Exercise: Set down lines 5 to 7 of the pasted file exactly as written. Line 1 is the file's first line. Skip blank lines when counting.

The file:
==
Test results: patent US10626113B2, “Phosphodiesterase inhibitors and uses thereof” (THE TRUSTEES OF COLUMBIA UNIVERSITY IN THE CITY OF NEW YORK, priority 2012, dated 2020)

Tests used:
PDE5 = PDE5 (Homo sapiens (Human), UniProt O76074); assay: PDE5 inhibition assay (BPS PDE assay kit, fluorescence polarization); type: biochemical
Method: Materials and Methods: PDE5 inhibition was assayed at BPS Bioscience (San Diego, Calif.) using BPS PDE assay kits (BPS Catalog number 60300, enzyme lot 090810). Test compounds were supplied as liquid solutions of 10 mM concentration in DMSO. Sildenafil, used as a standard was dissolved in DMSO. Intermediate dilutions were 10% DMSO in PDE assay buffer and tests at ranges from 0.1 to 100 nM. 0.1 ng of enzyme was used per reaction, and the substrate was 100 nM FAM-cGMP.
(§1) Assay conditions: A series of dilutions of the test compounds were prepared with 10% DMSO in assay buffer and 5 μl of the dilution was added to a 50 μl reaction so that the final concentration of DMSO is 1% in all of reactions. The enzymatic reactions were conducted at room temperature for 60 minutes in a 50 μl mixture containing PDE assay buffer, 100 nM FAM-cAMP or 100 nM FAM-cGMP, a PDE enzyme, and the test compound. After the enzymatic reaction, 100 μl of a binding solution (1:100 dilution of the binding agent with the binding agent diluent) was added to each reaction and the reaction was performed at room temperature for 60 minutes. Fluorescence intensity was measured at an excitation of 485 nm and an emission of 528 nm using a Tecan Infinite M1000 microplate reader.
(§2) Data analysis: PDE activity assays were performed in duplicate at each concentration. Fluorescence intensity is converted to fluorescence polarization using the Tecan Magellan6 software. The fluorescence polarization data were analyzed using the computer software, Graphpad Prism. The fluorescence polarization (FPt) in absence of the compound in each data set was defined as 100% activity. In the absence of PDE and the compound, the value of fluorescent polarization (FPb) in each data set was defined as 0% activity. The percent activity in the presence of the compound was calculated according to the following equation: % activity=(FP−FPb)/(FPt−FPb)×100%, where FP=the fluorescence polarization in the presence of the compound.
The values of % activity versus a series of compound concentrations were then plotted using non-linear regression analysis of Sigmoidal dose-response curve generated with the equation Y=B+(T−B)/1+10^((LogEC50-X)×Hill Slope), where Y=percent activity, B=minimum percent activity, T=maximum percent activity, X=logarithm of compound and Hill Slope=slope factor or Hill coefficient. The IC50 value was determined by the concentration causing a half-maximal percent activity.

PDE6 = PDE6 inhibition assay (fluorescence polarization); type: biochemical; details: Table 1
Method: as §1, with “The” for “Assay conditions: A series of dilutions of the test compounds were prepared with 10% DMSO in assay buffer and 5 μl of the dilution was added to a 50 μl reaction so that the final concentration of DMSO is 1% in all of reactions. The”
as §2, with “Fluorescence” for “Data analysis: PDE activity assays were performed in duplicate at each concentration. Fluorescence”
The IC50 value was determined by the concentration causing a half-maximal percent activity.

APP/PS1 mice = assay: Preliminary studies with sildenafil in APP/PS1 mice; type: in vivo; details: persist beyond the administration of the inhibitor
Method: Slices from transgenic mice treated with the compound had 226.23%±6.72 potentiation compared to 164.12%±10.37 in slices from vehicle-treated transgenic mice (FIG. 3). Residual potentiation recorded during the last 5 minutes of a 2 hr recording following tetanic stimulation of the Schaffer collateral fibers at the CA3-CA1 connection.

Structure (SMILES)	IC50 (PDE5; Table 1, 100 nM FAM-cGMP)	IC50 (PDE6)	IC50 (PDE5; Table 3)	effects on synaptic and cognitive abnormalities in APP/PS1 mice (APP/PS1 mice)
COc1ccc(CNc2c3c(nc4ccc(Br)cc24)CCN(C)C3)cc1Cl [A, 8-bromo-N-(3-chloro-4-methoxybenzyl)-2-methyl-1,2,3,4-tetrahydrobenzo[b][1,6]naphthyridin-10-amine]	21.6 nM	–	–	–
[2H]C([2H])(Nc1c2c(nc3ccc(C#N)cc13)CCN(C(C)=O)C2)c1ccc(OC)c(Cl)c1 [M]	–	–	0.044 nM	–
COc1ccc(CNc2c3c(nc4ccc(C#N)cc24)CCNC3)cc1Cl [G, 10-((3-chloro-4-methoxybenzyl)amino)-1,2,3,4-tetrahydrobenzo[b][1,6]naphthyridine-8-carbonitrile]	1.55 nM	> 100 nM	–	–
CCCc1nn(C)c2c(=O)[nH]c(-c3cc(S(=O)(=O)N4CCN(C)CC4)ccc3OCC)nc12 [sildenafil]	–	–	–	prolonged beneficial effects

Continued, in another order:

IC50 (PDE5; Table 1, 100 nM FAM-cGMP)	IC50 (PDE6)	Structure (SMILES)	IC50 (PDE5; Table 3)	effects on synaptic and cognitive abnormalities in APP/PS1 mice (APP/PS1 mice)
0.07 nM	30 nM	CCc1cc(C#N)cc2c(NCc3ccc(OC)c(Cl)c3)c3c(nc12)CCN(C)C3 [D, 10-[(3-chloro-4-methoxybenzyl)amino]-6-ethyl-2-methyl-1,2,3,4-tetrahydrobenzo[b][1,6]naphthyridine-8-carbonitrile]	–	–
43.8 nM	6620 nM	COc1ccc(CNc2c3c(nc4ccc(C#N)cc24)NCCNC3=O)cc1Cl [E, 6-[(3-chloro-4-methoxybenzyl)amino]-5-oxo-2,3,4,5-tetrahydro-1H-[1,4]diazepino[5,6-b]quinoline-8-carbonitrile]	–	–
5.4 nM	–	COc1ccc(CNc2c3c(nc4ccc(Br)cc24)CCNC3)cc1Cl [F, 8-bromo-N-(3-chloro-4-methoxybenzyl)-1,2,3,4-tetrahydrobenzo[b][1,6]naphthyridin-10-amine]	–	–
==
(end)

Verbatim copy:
(§1) Assay conditions: A series of dilutions of the test compounds were prepared with 10% DMSO in assay buffer and 5 μl of the dilution was added to a 50 μl reaction so that the final concentration of DMSO is 1% in all of reactions. The enzymatic reactions were conducted at room temperature for 60 minutes in a 50 μl mixture containing PDE assay buffer, 100 nM FAM-cAMP or 100 nM FAM-cGMP, a PDE enzyme, and the test compound. After the enzymatic reaction, 100 μl of a binding solution (1:100 dilution of the binding agent with the binding agent diluent) was added to each reaction and the reaction was performed at room temperature for 60 minutes. Fluorescence intensity was measured at an excitation of 485 nm and an emission of 528 nm using a Tecan Infinite M1000 microplate reader.
(§2) Data analysis: PDE activity assays were performed in duplicate at each concentration. Fluorescence intensity is converted to fluorescence polarization using the Tecan Magellan6 software. The fluorescence polarization data were analyzed using the computer software, Graphpad Prism. The fluorescence polarization (FPt) in absence of the compound in each data set was defined as 100% activity. In the absence of PDE and the compound, the value of fluorescent polarization (FPb) in each data set was defined as 0% activity. The percent activity in the presence of the compound was calculated according to the following equation: % activity=(FP−FPb)/(FPt−FPb)×100%, where FP=the fluorescence polarization in the presence of the compound.
The values of % activity versus a series of compound concentrations were then plotted using non-linear regression analysis of Sigmoidal dose-response curve generated with the equation Y=B+(T−B)/1+10^((LogEC50-X)×Hill Slope), where Y=percent activity, B=minimum percent activity, T=maximum percent activity, X=logarithm of compound and Hill Slope=slope factor or Hill coefficient. The IC50 value was determined by the concentration causing a half-maximal percent activity.